One day you are outside admiring your lawn, and you notice a small spot in the grass. The next day, you see that the spot has grown, but it doesn’t cross your mind yet that there is a problem. Then, before you know it, there are spots everywhere, and they are getting bigger every day. It’s official: You have a lawn disease, and you need to deal with it before you it affects the whole yard.
Unfortunately, there are nearly as many causes as there are diseases. You may live in an area that is susceptible to lawn diseases because of the climate, or you may have a soil condition in your locality that is not conducive to a healthy lawn. You may also have a kind of grass that is more prone to disease than others are.
If so, you can try these tips for dealing with and avoiding lawn disease:
Lawn Fungus and Mildew
Even if you try to take proper care of your lawn, it can end up with a fungus. Certainly, you can take precautions to avoid it, but much depends on the balance of the landscape, humidity and other factors. Common diseases caused by a fungus include brown spot, dollar spot, fairy rings, grease spot, powdery mildew, red thread and various kinds of blight.
Things that can cause an occurrence of fungi related lawn disease are often hard to determine because too much or too little of something can be the culprit. For example, too much or too little fertilizer or water can cause it. The same is true for pesticides and many chemicals.
It will require a fungicide to rid the lawn of the disease. These come in two forms: contact and systemic. The former clings to the blades of grass or the leaves of the vegetation, and the latter enters the plant through its root system and works from the inside out.
It is common to purchase a chemical and spray it on the lawn. However, for the sake of the environment, it is best to choose an organic fungicide such as Dr. Earth Natural and Organic Fungicide, and Natural Industries Actinovate Organic Fungicide. Using these natural remedies rather than broad spectrum kill everything chemicals will also help to prevent the killing of beneficial insects and organisms. Diseases may become resistant to fungicides, so alternate from one to another if you need to use one regularly.
One important thing you can do to prevent a fungus is to water the lawn in the morning. Watering it just before the sun comes up keeps the sun from burning it, yet allows the excess moisture to evaporate throughout the day. Moisture on the lawn overnight is a big cause of lawn disease. It is also helpful to mow often and follow the tips below for dealing with thatch.
If you have ever used your fingers to separate blades of grass in your lawn to look through them, you may have seen what appears to be dead grass between the green part of the grass and the soil. This brown organic material is called thatch. Thatch is grass, leaves, vegetation and other organic material that is slow to or that will not decompose.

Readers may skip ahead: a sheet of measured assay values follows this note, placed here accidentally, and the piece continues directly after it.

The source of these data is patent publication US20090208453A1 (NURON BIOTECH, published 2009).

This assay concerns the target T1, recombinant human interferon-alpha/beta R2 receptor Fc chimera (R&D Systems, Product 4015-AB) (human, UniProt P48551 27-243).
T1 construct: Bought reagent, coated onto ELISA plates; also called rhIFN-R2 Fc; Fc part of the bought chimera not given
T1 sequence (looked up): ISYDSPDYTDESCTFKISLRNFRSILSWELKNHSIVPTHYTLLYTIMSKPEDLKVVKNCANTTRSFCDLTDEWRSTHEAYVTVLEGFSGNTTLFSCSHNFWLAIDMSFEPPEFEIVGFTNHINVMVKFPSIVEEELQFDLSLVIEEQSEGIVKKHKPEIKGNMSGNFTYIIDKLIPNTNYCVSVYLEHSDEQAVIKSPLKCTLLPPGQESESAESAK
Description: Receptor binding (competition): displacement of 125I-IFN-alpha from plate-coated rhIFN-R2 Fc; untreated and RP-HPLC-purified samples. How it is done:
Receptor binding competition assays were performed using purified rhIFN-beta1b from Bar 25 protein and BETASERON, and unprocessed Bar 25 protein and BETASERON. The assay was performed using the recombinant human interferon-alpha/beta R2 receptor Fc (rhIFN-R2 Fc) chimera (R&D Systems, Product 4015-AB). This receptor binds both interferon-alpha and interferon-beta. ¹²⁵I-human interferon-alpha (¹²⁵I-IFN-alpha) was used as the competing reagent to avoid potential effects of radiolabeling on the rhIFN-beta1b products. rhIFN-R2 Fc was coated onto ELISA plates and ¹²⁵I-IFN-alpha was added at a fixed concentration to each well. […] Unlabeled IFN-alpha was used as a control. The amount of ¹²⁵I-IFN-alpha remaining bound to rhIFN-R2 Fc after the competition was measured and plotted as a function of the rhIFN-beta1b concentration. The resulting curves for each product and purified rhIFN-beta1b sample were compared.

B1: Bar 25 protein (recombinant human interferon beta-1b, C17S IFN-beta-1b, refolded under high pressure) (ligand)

A little bit of thatch can be beneficial to the lawn because it can act like a mulch offering protection from the elements and retains moisture. However, too much thatch is harmful because it can house bacteria, insects and organisms that can destroy your lawn. Or as it builds up it can smother your turf grass.
Some people use lawn mowers that mulch the clippings and leave them on the lawn. After a while, if these clippings do not quickly decompose they can build up and turn into thatch. Mulching lawnmowers can be a terrific tool for organic lawn care, but if you are ending up with too many clippings that don’t rapidly break down the best thing to do with the clippings is to collect them to make compost. You can later put the compost on the lawn safely without it building up.
But why have to take this extra step when nature could be doing it for you? If your grass clippings are not breaking down fast enough, you may have soil devoid of the microorganisms, like worms, that eat the clippings and convert it into the natural fertilizer that your lawn needs. Working on your soil will give you the best long-term fix. Add compost spring and fall to your lawn to bring it back to life.
Things that can cause thatch include
- Fertilizing with too much nitrogen
- Growing grass that is extremely thick and hardy such as St. Augustine
- Having clay-like soil
- Waiting until the grass is too tall before mowing it.
In these situations, the solution is to cut back on nitrogen, mow more often, thin out the grass and loosen the soil periodically by aerating and power raking it, and using a substance such as gypsum to loosen the soil further. Adding compost is the best remedy for amending soils heavy with clay. Avoid fertilizers or any substance that would make the soil more acidic. Also, avoid pesticides that kill beneficial organisms and worms, which are good for aerating the soil and crucial for converting your clippings into fertilizer.
Keeping your yard free of lawn diseases is just a matter of basic care. Pay attention to watering habits, mow often, don’t over fertilize, be cautious with pesticides and aerate your lawn once or twice per year. You may still have an occasional issue, but chances are you can resolve it soon enough to avoid extreme damage.